Her Every Fear
by Peter Swanson
Kate Priddy is recovering from a brutal attack by her ex-boyfriend when Corbin, an American cousin she barely knows, invites her to swap her apartment in North London for his in Boston for a few months. Uncharacteristically, Kate agrees, seeing it as an opportunity to conquer her fears. But shortly after her arrival Kate makes a shocking discovery. Corbin's neighbour, Audrey Marshall, has been murdered. As the investigation gets underway and Kate begins to learn more about her cousin and the occupants in his apartment building, her worst fears begin to play out…
Once again Peter Swanson delivers a thriller that shoves the recent wave of domestic noirs into the shade. His first bestseller, The Kind Worth Killing, is, in my opinion, the best in the genre and is now being adapted by the Oscar nominated director, Agnieszka Holland.
Her Every Fear is published by Faber & Faber
by Michael Chabon
The Pulitzer Prize-winning author’s sweeping overview of the American Century takes the form of a fictional memoir based on the deathbed confessions of the narrator’s charismatic but wholly unreliable grandfather and crafted ‘with due abandon’. A tour de force of reckless thrill-seeking and incorrigible behaviour that stretches from the Jewish slums of pre-war Philadelphia, German battlefields, a New York prison and a Florida retirement home, via sabotage, subterfuge and a decades-long obsession with the US space programme. An epic story of a restless life that refuses to be dimmed.
Moonglow is published by 4th Estate
by Shanthi Sekaran
Motherhood and infertility, immigration and adoption are the dominating themes in this novel about two women whose lives become tangled through their love for the same little boy. Pregnant Solimar Castro Valdez has illegally crossed the border from Mexico into California. After giving birth she finds herself in an immigrant detention centre while her beloved son Ignacio is placed in foster care. Kavya Reddy is battling against her parents desire for her to conform to her Indian-American cultural heritage and confronting her inability to conceive. Her life with Rishi would be perfect if they could fill the baby-shaped hole in their marriage. This leads her to Soli's infant boy and she instantly finds herself falling for someone else's child.
Lucky Boy is published by Penguin Random House
Lying in Wait
by Liz Nugent
Lydia Fitzsimons lives in the perfect house with her adoring husband and beloved son. There is just one thing Lydia yearns for to make her perfect life complete, though she had no idea her pursuit would lead to murder. However, needs must – because nothing can stop this mother from getting what she wants… A page-turning domestic noir thriller that packed with killer one liners, irresistible and sinister protagonists and plot twists that grip.
Lying in Wait is published by Penguin Random House
by Emma Flint
Ruth Malone and her husband Gary are separated and a custody battle for their two kids is underway. In the meantime, the youngsters live with Ruth in her Queen's apartment. It's 1965 when the novel opens and the New York is experiencing a heatwave. Ruth wakes up one morning to find the children's bedroom window open and both of them missing. It's not long before the police make a devastating discovery, and Ruth finds herself the prime suspect. The police are relentless in their pursuit. Because Ruth is not like other women. There are no public displays of grief and she finds herself finger-pointed by the press and local gossips for continuing to dress in provocative clothing and wear her hair and makeup immaculately. One journalist, Pete Wonicke, however realises that there is more to Ruth than meets the eye. Can he save her and is she worth saving?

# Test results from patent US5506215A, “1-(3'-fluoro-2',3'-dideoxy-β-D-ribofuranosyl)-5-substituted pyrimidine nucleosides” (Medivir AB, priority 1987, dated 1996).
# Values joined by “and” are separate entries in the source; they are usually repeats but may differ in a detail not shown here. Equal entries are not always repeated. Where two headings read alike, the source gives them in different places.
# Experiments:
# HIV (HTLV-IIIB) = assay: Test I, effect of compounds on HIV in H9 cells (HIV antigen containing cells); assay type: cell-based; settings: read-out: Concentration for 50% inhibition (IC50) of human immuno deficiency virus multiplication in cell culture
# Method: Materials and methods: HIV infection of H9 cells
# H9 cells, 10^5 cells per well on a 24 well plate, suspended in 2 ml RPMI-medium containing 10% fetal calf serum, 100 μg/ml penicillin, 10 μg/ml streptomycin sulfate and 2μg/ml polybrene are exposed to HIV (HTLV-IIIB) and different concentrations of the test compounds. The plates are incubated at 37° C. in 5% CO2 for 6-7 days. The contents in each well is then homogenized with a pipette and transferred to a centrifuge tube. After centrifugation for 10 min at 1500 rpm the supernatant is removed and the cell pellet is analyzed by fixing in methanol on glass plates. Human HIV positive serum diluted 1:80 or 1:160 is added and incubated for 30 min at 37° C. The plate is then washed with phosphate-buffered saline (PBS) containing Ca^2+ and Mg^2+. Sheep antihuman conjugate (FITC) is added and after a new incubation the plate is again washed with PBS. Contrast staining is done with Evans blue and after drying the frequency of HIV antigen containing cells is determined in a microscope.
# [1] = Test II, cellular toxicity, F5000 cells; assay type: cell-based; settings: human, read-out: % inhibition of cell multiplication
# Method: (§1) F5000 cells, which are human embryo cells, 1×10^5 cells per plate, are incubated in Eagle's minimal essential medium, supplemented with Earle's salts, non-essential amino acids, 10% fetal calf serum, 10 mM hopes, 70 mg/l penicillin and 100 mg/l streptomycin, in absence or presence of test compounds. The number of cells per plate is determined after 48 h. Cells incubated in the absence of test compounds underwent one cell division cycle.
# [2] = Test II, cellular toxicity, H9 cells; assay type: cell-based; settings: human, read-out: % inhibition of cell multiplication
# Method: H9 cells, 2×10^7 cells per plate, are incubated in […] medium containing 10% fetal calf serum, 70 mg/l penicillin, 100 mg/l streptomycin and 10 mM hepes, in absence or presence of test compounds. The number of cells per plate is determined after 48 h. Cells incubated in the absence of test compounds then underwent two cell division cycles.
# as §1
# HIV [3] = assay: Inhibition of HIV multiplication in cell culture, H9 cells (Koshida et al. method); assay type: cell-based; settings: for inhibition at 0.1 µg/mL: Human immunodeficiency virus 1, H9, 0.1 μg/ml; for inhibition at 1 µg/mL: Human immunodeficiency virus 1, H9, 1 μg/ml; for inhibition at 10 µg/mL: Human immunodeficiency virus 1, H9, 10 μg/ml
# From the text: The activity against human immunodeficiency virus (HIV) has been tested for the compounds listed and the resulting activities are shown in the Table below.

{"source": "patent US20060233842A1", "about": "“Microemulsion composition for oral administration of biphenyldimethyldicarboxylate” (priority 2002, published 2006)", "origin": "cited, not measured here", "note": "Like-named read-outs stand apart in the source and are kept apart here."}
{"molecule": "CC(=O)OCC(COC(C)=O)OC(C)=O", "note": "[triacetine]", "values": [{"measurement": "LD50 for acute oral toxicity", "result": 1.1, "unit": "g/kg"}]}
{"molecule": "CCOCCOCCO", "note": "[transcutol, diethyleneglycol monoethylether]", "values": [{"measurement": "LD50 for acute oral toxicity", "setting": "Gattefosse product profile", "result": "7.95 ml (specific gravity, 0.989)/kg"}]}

Little Deaths is published by Picador
Everyone Brave Is Forgiven
by Chris Cleave
Out now in paperback, this became an instant bestseller when it was first published in hardback last year. Inspired by his grandparents' lives and wartime letters, writer Chris Cleave (best known for The Other Hand) has penned a moving World War II novel set in London and Malta. Lives are changed forever and Cleave displays his skill at telling personal stories that chime with the present with pitch perfect writing. Yes, the novel is sentimental but heartstring tuggers are essential every once in a while. With observations like "I suppose we lay flowers on a grave because we cannot lay ourselves on it", you very quickly realise you're in the hands of a master storyteller.
Everyone Brave Is Forgiven published by Sceptre
by Nathan Hill
This debut novel is causing quite a stir on both sides of the Atlantic. The fact that a TV series is in the pipeline in only adding to the anticipation. J. J. Abrahms (Lost, Star Wars) is directing and Meryl Streep is already confirmed in the cast. The novel is essentially about Samuel Andresen-Anderson, a college professor whose estranged mother, Faye, reappears decades after abandoning the family, having committed an absurd crime that fuses a media frenzy. The the internet runs amok and press go wild, provoking the already politically divided country. Faye needs Samuel's help but to help her, Samuel needs to delve into their past lives, all the way back to Norway, home of the mysterious Nix…
The Nix is published by Picador
by Laura Kaye
A subversive and original debut novel about human attitudes and behaviour when confronted with something or someone a little bit different. 19-year-old Mirka leaves her family behind in Eastern Europe to start a new life in England and ends up working at Fairmont Hall, a country house in the middle of nowhere, owned by a conservative English couple. Richard and Sophie have a drunken and turbulent marriage but they are kind and generous to Mirka. She finds herself happy in her new home and rewarded at work but when Sophie learns that she is gay everything changes.
English Animals is published by Little Brown
by Yaa Gyasi